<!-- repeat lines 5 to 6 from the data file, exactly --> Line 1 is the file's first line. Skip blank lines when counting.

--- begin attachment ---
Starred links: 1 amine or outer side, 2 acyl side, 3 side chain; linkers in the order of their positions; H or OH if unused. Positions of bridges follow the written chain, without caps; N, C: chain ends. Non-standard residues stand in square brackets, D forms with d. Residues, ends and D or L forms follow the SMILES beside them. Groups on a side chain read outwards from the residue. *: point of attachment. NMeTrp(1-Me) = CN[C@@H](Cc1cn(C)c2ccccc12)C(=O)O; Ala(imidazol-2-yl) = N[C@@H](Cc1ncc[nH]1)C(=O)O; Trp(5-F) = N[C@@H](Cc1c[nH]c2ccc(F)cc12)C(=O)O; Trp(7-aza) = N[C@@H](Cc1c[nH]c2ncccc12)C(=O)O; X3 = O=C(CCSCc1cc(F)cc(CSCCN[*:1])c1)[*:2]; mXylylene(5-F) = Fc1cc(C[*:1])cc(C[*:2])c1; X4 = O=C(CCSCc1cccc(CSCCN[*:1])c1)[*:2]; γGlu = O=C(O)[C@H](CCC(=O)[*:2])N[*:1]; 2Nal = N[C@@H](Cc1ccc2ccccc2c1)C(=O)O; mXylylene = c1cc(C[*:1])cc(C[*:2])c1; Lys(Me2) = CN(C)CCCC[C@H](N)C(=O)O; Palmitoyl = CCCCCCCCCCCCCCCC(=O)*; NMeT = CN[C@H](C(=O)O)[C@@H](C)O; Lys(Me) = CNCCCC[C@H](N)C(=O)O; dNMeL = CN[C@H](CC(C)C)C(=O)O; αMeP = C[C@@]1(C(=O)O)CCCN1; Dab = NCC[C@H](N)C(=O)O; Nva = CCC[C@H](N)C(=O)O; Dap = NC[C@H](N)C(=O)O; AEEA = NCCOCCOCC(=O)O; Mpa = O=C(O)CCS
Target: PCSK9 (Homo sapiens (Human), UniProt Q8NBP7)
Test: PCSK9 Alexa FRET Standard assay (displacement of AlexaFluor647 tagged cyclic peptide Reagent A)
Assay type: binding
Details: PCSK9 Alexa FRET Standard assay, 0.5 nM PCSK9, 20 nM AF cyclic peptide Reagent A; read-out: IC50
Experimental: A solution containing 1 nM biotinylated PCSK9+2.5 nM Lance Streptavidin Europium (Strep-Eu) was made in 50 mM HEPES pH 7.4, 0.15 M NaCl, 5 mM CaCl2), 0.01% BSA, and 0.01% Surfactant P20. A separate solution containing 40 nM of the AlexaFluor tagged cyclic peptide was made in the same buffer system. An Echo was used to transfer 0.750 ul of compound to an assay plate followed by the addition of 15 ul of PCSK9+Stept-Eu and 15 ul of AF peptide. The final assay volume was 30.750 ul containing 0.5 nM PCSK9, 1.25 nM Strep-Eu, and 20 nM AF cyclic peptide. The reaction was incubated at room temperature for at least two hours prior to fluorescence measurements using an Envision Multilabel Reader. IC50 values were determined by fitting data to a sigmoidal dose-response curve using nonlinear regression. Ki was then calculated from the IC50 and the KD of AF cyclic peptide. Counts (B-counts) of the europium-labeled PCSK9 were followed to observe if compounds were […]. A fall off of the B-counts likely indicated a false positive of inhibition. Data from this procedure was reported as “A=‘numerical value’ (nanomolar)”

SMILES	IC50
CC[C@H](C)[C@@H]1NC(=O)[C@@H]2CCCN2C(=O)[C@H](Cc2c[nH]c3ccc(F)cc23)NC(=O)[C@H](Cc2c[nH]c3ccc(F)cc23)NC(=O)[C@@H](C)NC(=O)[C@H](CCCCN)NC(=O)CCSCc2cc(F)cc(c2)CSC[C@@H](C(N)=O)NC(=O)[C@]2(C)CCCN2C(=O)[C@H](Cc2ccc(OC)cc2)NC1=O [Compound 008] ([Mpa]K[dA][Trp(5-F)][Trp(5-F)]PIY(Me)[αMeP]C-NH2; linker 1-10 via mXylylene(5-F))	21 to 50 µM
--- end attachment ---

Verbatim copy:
Details: PCSK9 Alexa FRET Standard assay, 0.5 nM PCSK9, 20 nM AF cyclic peptide Reagent A; read-out: IC50
Experimental: A solution containing 1 nM biotinylated PCSK9+2.5 nM Lance Streptavidin Europium (Strep-Eu) was made in 50 mM HEPES pH 7.4, 0.15 M NaCl, 5 mM CaCl2), 0.01% BSA, and 0.01% Surfactant P20. A separate solution containing 40 nM of the AlexaFluor tagged cyclic peptide was made in the same buffer system. An Echo was used to transfer 0.750 ul of compound to an assay plate followed by the addition of 15 ul of PCSK9+Stept-Eu and 15 ul of AF peptide. The final assay volume was 30.750 ul containing 0.5 nM PCSK9, 1.25 nM Strep-Eu, and 20 nM AF cyclic peptide. The reaction was incubated at room temperature for at least two hours prior to fluorescence measurements using an Envision Multilabel Reader. IC50 values were determined by fitting data to a sigmoidal dose-response curve using nonlinear regression. Ki was then calculated from the IC50 and the KD of AF cyclic peptide. Counts (B-counts) of the europium-labeled PCSK9 were followed to observe if compounds were […]. A fall off of the B-counts likely indicated a false positive of inhibition. Data from this procedure was reported as “A=‘numerical value’ (nanomolar)”